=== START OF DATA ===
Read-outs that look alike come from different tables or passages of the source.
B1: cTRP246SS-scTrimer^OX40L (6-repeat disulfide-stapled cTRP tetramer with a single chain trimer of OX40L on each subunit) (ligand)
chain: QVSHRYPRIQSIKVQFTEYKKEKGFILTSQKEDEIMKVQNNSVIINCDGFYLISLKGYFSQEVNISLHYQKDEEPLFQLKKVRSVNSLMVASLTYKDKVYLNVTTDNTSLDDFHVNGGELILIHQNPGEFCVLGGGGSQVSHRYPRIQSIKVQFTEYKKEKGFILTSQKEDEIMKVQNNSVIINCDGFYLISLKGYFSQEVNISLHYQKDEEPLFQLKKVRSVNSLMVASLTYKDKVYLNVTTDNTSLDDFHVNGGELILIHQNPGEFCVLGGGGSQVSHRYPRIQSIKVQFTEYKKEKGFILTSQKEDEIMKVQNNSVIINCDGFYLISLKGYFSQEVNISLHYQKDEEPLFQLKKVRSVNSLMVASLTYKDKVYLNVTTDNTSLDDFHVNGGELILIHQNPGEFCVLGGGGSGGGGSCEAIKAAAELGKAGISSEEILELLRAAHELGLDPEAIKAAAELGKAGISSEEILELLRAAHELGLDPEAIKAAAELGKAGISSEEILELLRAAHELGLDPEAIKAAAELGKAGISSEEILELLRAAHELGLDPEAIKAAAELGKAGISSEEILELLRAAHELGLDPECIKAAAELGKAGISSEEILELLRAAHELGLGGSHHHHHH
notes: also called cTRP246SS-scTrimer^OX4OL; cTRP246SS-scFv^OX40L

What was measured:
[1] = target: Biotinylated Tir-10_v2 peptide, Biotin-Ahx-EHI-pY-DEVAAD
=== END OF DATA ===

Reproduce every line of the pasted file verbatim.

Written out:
Read-outs that look alike come from different tables or passages of the source.
B1: cTRP246SS-scTrimer^OX40L (6-repeat disulfide-stapled cTRP tetramer with a single chain trimer of OX40L on each subunit) (ligand)
chain: QVSHRYPRIQSIKVQFTEYKKEKGFILTSQKEDEIMKVQNNSVIINCDGFYLISLKGYFSQEVNISLHYQKDEEPLFQLKKVRSVNSLMVASLTYKDKVYLNVTTDNTSLDDFHVNGGELILIHQNPGEFCVLGGGGSQVSHRYPRIQSIKVQFTEYKKEKGFILTSQKEDEIMKVQNNSVIINCDGFYLISLKGYFSQEVNISLHYQKDEEPLFQLKKVRSVNSLMVASLTYKDKVYLNVTTDNTSLDDFHVNGGELILIHQNPGEFCVLGGGGSQVSHRYPRIQSIKVQFTEYKKEKGFILTSQKEDEIMKVQNNSVIINCDGFYLISLKGYFSQEVNISLHYQKDEEPLFQLKKVRSVNSLMVASLTYKDKVYLNVTTDNTSLDDFHVNGGELILIHQNPGEFCVLGGGGSGGGGSCEAIKAAAELGKAGISSEEILELLRAAHELGLDPEAIKAAAELGKAGISSEEILELLRAAHELGLDPEAIKAAAELGKAGISSEEILELLRAAHELGLDPEAIKAAAELGKAGISSEEILELLRAAHELGLDPEAIKAAAELGKAGISSEEILELLRAAHELGLDPECIKAAAELGKAGISSEEILELLRAAHELGLGGSHHHHHH
notes: also called cTRP246SS-scTrimer^OX4OL; cTRP246SS-scFv^OX40L

What was measured:
[1] = target: Biotinylated Tir-10_v2 peptide, Biotin-Ahx-EHI-pY-DEVAAD